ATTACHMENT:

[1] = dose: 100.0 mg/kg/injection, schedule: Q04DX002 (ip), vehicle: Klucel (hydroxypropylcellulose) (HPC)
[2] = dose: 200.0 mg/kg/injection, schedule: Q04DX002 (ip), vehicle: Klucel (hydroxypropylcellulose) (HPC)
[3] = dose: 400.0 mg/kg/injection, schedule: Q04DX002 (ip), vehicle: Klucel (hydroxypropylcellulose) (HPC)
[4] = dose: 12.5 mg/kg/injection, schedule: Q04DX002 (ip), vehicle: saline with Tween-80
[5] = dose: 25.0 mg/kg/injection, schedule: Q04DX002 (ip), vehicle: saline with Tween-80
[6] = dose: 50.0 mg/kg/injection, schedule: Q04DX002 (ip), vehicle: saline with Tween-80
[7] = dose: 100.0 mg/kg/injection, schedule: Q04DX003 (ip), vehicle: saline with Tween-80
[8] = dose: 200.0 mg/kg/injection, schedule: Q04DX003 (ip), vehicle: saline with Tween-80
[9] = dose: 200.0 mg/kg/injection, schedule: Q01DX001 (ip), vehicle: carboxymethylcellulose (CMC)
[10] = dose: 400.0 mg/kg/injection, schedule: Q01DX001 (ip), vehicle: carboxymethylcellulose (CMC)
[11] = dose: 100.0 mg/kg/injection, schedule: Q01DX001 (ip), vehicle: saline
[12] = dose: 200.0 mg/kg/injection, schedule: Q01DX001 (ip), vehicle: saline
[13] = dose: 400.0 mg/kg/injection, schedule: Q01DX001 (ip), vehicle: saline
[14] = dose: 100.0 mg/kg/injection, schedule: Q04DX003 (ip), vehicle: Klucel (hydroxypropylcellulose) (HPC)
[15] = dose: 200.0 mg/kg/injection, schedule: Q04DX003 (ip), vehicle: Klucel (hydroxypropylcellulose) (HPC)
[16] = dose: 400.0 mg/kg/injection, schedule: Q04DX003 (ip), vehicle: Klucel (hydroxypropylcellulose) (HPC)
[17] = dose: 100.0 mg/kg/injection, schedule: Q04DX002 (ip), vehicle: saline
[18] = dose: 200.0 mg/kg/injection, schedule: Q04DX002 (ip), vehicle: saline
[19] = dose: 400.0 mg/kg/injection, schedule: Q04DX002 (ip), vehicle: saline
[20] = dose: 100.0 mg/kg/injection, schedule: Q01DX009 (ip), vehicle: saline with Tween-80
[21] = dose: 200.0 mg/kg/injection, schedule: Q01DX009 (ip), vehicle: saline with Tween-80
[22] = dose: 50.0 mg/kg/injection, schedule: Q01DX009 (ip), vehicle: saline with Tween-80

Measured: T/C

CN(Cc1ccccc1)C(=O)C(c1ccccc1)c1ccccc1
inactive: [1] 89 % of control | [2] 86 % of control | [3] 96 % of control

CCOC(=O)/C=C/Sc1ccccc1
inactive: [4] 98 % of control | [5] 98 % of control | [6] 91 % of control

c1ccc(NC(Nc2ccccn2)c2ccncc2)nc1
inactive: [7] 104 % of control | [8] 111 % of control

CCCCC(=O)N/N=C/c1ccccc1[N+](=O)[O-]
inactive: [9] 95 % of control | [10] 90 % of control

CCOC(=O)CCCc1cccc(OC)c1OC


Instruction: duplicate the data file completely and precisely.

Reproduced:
[1] = dose: 100.0 mg/kg/injection, schedule: Q04DX002 (ip), vehicle: Klucel (hydroxypropylcellulose) (HPC)
[2] = dose: 200.0 mg/kg/injection, schedule: Q04DX002 (ip), vehicle: Klucel (hydroxypropylcellulose) (HPC)
[3] = dose: 400.0 mg/kg/injection, schedule: Q04DX002 (ip), vehicle: Klucel (hydroxypropylcellulose) (HPC)
[4] = dose: 12.5 mg/kg/injection, schedule: Q04DX002 (ip), vehicle: saline with Tween-80
[5] = dose: 25.0 mg/kg/injection, schedule: Q04DX002 (ip), vehicle: saline with Tween-80
[6] = dose: 50.0 mg/kg/injection, schedule: Q04DX002 (ip), vehicle: saline with Tween-80
[7] = dose: 100.0 mg/kg/injection, schedule: Q04DX003 (ip), vehicle: saline with Tween-80
[8] = dose: 200.0 mg/kg/injection, schedule: Q04DX003 (ip), vehicle: saline with Tween-80
[9] = dose: 200.0 mg/kg/injection, schedule: Q01DX001 (ip), vehicle: carboxymethylcellulose (CMC)
[10] = dose: 400.0 mg/kg/injection, schedule: Q01DX001 (ip), vehicle: carboxymethylcellulose (CMC)
[11] = dose: 100.0 mg/kg/injection, schedule: Q01DX001 (ip), vehicle: saline
[12] = dose: 200.0 mg/kg/injection, schedule: Q01DX001 (ip), vehicle: saline
[13] = dose: 400.0 mg/kg/injection, schedule: Q01DX001 (ip), vehicle: saline
[14] = dose: 100.0 mg/kg/injection, schedule: Q04DX003 (ip), vehicle: Klucel (hydroxypropylcellulose) (HPC)
[15] = dose: 200.0 mg/kg/injection, schedule: Q04DX003 (ip), vehicle: Klucel (hydroxypropylcellulose) (HPC)
[16] = dose: 400.0 mg/kg/injection, schedule: Q04DX003 (ip), vehicle: Klucel (hydroxypropylcellulose) (HPC)
[17] = dose: 100.0 mg/kg/injection, schedule: Q04DX002 (ip), vehicle: saline
[18] = dose: 200.0 mg/kg/injection, schedule: Q04DX002 (ip), vehicle: saline
[19] = dose: 400.0 mg/kg/injection, schedule: Q04DX002 (ip), vehicle: saline
[20] = dose: 100.0 mg/kg/injection, schedule: Q01DX009 (ip), vehicle: saline with Tween-80
[21] = dose: 200.0 mg/kg/injection, schedule: Q01DX009 (ip), vehicle: saline with Tween-80
[22] = dose: 50.0 mg/kg/injection, schedule: Q01DX009 (ip), vehicle: saline with Tween-80

Measured: T/C

CN(Cc1ccccc1)C(=O)C(c1ccccc1)c1ccccc1
inactive: [1] 89 % of control | [2] 86 % of control | [3] 96 % of control

CCOC(=O)/C=C/Sc1ccccc1
inactive: [4] 98 % of control | [5] 98 % of control | [6] 91 % of control

c1ccc(NC(Nc2ccccn2)c2ccncc2)nc1
inactive: [7] 104 % of control | [8] 111 % of control

CCCCC(=O)N/N=C/c1ccccc1[N+](=O)[O-]
inactive: [9] 95 % of control | [10] 90 % of control

CCOC(=O)CCCc1cccc(OC)c1OC